Making Arguments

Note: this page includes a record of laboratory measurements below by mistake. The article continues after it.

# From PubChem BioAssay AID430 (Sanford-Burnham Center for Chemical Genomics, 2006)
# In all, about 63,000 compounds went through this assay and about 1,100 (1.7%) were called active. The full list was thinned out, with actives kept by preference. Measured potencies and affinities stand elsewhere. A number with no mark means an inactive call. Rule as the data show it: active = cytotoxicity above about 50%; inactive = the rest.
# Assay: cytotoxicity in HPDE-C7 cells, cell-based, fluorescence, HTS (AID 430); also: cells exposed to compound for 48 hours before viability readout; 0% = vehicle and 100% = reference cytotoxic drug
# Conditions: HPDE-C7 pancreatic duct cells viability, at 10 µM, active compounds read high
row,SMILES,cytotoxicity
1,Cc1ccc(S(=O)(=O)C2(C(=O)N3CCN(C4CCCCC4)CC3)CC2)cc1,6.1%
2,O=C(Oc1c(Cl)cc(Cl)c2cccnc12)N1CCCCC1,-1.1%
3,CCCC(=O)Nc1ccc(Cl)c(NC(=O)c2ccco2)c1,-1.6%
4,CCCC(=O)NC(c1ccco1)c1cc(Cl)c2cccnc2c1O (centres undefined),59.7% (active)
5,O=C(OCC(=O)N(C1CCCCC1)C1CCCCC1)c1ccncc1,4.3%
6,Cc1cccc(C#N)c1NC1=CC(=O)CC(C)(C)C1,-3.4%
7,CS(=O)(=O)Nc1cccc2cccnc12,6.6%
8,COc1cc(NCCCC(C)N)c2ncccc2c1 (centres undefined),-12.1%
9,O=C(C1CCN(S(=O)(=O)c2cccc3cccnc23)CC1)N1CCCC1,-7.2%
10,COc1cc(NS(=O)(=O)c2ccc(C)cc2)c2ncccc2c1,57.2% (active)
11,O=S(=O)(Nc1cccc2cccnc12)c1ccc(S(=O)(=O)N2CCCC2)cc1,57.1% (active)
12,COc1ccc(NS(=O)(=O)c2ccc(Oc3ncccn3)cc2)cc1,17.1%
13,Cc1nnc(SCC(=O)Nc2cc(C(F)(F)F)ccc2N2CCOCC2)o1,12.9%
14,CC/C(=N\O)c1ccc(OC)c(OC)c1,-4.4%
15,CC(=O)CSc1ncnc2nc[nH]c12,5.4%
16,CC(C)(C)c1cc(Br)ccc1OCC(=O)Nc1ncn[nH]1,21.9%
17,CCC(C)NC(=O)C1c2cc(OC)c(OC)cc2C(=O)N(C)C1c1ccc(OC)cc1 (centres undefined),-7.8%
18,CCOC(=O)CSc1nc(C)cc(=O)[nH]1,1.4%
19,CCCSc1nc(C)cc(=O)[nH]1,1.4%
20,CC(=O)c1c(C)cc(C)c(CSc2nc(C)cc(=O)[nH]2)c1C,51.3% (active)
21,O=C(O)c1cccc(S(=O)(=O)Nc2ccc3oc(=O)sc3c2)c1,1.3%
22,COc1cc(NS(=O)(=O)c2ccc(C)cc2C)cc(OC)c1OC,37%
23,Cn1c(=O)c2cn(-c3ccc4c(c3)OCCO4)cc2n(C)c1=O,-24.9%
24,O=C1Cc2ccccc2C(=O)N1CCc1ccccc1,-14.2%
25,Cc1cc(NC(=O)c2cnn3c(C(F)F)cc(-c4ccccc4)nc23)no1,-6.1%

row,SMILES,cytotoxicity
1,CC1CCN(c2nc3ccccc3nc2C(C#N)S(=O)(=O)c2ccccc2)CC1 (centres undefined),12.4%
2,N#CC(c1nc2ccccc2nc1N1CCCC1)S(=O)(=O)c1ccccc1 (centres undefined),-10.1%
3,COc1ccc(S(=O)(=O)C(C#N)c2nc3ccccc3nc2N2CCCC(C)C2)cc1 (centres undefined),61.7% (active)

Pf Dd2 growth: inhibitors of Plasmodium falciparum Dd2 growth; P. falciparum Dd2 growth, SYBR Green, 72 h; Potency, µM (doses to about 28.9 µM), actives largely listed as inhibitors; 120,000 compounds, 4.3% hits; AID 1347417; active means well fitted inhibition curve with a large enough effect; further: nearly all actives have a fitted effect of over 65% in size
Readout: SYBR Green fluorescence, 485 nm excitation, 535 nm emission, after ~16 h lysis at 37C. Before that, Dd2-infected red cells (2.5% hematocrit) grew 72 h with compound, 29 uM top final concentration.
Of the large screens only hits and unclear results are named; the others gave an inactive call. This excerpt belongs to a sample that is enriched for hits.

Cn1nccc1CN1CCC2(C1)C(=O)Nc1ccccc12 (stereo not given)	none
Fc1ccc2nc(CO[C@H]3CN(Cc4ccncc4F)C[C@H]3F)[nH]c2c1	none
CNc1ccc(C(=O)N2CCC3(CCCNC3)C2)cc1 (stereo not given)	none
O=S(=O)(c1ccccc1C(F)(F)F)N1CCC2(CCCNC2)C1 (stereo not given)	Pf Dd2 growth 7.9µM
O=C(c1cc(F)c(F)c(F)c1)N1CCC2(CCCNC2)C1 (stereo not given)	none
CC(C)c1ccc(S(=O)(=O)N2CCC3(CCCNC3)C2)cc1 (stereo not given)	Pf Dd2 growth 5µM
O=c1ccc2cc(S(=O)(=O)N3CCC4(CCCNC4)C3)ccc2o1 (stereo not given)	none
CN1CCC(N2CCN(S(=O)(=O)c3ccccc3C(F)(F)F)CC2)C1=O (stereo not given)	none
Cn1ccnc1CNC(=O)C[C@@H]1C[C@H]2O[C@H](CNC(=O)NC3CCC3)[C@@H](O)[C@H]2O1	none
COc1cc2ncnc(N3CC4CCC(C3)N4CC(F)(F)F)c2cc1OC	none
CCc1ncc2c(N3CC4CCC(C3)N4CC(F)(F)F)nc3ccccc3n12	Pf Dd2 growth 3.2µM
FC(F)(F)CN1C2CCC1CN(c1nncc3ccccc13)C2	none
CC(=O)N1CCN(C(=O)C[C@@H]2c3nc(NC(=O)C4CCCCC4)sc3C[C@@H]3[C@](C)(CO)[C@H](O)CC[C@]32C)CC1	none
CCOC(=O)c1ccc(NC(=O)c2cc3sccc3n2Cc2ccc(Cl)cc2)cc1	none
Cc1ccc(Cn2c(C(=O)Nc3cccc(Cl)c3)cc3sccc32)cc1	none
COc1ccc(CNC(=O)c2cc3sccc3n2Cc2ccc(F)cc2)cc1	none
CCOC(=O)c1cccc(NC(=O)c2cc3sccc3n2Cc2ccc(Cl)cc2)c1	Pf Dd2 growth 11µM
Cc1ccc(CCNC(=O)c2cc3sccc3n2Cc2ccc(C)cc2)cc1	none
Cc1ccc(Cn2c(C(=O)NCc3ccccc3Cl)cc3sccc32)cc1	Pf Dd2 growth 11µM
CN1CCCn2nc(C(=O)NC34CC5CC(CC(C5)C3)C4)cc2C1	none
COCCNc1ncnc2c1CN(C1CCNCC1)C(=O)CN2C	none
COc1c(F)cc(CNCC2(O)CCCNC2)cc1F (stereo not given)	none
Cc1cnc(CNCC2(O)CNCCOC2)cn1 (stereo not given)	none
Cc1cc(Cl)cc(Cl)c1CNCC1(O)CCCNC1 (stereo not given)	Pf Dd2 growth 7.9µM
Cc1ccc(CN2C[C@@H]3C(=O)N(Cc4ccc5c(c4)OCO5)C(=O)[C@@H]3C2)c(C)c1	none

Now that students can represent the arguments of others accurately through citation, students will individually proceed to make arguments of their own. Using the simple logical construction p  q, or p implies q, students will build strong arguments based on evidence derived from the week’s prompt. This form of argument is implication, which is a dependency relation. Another way of saying p implies q is q depends upon p. So, for instance, if p = “it is raining” and q = “I bring an umbrella,” then, we assess the truth of the implication by assessing the truth of each term: if it is raining, then I bring an umbrella (if p is true, then q is true). And vice versa, if it is not raining, then I do not bring an umbrella. When we use an implication to make an argument, we are asking the question if this is true, then that is true. This is a vital element of basic logic. Students will submit a document including five arguments, written as complete sentences, that can be proved in this way.

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